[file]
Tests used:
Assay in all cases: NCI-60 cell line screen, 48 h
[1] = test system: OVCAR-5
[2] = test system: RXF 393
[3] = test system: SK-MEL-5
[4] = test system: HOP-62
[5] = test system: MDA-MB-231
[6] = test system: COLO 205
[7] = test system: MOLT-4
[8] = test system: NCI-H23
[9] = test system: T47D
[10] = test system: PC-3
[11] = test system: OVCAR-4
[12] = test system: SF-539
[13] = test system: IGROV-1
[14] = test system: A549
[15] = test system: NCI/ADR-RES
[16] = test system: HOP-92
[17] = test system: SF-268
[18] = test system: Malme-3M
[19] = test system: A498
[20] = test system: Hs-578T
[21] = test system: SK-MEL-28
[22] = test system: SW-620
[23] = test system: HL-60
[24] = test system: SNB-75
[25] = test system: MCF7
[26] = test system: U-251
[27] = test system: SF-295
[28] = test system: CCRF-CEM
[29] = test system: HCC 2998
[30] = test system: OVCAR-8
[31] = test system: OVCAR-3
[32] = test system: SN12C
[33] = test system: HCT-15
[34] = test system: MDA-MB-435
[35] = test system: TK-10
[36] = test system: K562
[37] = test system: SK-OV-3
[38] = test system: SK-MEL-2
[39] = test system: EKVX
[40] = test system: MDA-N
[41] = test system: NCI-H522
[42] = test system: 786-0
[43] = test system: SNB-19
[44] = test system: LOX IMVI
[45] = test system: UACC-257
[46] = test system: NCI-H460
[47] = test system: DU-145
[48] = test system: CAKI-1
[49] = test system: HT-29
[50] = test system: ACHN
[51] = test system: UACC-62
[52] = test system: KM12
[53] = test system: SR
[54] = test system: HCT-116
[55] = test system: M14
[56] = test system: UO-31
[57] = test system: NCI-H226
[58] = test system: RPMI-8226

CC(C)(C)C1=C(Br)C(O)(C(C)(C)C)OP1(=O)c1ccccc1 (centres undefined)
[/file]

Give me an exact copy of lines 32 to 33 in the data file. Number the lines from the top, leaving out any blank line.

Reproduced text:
[30] = test system: OVCAR-8
[31] = test system: OVCAR-3